Koh Tao (also Ko Tao, เกาะเต่า in Thai «Turtle Island») is an island of the Chumphon Archipelago, close to the occidental shore of the Gulf of Thailand. It’s about 21 km² and it belongs to the Surat Thani Province. Out of the famous trio, part of the Thai Banana Pancake Trail (Koh Tao, Koh Phangan, and Koh Samui), this is the smallest gem, and traveling to Koh Tao with kids can be a perfect opportunity for a heavenly vacation.
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Amazing Things to Do in Koh Tao with Kids
The stunning island of Koh Tao is a perfect destination to enjoy with the whole family. Originally a prison, the island now has a tourist-centered economy, mostly depending on scuba diving schools and PADI certification facilities.
If you want to experience some bubble training, this is a must-go place in Thailand.
It is possible to schedule activities for the very expert and first-time divers, even children get their share (older than nine).
FAQ about Koh Tao with Kids and Family Travel in Thailand
How to get to Koh Tao, Thailand?
It’s possible to arrive by plane; there is no airport on the island but it is connected to the airports of Koh Samui, Surat Thani and Chumphon by a network of buses and high-speed catamarans. Or you can do as we did: take the night train from Bangkok and have fun!
Where to stay in Koh Tao?
Accommodation fits almost all budgets, from cheap hostels to standard bungalows with sea view, as well as luxury resorts. It is up to you.
I must say, though, this was the island where getting a good deal was tougher. We got a wonderful agreement online with a seafront medium-range resort. The rooms were immense, the wi-fi quality was outstanding. All the facilities are fantastic, the breakfast quite good as well.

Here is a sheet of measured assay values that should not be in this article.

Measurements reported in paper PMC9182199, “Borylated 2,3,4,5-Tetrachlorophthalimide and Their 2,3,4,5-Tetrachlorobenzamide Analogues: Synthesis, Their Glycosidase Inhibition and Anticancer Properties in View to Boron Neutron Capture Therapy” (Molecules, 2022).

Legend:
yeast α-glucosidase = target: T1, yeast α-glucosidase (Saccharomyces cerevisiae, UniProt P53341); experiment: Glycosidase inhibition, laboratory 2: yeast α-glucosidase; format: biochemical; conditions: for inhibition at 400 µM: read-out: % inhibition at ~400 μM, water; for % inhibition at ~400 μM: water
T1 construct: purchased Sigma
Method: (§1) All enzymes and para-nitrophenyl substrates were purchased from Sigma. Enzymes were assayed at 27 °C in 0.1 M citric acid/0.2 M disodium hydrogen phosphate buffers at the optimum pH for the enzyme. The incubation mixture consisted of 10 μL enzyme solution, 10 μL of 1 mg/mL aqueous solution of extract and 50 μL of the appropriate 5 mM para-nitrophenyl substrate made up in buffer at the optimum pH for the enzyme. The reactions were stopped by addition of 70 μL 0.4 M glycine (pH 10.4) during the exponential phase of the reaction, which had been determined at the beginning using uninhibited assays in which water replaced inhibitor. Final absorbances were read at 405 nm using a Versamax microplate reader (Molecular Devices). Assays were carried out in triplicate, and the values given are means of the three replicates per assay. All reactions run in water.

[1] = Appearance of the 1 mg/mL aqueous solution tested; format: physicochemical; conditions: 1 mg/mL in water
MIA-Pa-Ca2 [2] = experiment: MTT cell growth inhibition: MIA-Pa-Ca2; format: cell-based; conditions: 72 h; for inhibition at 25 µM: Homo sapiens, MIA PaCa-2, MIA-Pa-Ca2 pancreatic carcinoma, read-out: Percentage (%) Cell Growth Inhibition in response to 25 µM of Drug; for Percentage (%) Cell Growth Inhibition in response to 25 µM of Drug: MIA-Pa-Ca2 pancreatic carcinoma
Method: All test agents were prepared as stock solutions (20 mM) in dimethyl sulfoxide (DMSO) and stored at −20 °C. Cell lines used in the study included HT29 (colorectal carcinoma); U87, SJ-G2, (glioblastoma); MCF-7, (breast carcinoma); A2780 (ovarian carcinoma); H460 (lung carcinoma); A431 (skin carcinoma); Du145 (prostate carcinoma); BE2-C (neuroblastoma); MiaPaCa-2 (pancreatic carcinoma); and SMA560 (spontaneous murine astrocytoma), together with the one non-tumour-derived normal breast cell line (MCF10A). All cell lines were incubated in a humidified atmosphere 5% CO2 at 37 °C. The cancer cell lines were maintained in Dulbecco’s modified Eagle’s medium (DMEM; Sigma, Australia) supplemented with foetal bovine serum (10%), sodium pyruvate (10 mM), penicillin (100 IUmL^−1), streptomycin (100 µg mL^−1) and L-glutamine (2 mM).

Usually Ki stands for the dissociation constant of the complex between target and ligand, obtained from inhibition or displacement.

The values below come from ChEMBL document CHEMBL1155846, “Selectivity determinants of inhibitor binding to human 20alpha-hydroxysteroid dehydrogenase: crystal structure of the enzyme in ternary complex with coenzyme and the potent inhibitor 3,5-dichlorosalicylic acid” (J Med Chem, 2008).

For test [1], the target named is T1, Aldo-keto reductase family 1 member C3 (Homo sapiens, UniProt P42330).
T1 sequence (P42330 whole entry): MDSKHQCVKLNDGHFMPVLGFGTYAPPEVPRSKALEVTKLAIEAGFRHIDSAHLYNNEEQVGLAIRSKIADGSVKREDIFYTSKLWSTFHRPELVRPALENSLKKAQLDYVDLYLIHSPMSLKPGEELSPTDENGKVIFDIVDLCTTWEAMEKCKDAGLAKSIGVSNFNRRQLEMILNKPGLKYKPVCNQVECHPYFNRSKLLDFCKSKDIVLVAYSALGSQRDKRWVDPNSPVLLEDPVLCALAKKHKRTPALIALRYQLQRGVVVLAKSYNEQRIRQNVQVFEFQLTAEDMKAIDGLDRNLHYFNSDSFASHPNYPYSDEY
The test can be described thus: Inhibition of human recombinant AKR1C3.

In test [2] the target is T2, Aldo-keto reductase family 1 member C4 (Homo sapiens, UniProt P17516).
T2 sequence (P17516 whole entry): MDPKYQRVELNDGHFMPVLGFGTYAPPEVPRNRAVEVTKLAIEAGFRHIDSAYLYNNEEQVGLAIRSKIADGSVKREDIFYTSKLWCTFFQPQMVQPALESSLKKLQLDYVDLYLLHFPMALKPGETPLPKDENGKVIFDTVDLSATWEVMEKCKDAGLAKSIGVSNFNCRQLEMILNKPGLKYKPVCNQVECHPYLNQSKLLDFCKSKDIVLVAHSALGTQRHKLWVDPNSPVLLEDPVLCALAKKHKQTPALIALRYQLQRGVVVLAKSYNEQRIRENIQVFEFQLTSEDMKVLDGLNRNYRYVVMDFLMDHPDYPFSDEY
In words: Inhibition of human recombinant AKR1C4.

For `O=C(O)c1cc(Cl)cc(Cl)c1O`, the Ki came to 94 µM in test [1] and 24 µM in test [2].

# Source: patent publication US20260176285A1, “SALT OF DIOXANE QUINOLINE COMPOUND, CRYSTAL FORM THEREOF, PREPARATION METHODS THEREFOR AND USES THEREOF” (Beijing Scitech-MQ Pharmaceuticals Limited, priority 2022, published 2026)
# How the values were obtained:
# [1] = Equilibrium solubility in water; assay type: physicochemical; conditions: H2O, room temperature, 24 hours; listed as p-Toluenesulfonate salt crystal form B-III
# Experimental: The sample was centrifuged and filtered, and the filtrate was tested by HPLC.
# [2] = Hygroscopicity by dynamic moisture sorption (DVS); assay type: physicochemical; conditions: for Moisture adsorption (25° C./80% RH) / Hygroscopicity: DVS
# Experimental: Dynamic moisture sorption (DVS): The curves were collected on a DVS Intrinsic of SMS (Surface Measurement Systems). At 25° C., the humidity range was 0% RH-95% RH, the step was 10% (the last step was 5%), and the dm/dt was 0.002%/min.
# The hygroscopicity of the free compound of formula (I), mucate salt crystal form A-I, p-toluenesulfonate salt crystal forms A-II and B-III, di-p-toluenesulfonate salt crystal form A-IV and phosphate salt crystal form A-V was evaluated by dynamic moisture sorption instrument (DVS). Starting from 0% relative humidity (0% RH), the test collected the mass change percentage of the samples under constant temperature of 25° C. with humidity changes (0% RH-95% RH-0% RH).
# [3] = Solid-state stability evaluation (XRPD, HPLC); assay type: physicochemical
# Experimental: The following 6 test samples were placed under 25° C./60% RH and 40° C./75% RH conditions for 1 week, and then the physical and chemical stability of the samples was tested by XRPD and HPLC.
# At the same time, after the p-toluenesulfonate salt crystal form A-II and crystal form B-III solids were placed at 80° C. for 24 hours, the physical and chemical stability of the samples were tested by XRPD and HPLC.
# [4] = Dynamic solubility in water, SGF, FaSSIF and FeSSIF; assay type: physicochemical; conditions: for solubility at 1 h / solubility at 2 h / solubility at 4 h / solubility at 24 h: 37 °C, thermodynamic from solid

Before booking, I knew the beach access was a bit of a rocky one, but I thought it was still worth it, there was a beautiful wide beach only 200 meters away. I was right, our kids were delighted!
You might also want to read: Essential Tips to Go Backpacking in Southeast Asia.
About Koh Tao
Tao means Turtle. For me, it means Paradise. In full honesty, I clearly remember spending time trying to make up my mind on how to divide the time between these three islands… I searched, asked, and had virtual conversations with travelers and ex-pats. Everyone had an opinion and nobody offered us a convincing argument to book a longer stay in Koh Tao.
There were long-time Thailand lovers who urged us to only visit Samui, they argued it concentrates the best of every island. This argument just did not feel right (if that’s true, it must also concentrate the worst, mustn’t it?).
For some reason, my idea about Samui was that it had become a destination too beaten by mass tourism (the time would prove me right).
Other Thai-lovers, instead, played on team Phangan: Fullmooners, Halfmooners, No-mooners agreed: Koh Phangan offered both extreme fun and relaxation. A pity that both options were offered on opposite geographical extremes of the island.
Our Koh Tao Experience with Kids
I went with my instincts. A smaller island had a higher appeal to us, and higher risk as well if it was boring. I planned our itinerary the opposite way most travelers do. Instead of starting from Samui with a train arriving at Surat Thani, we would travel to Chumphon, and there catch a ferry to Koh Tao.
This place was everything, except boring!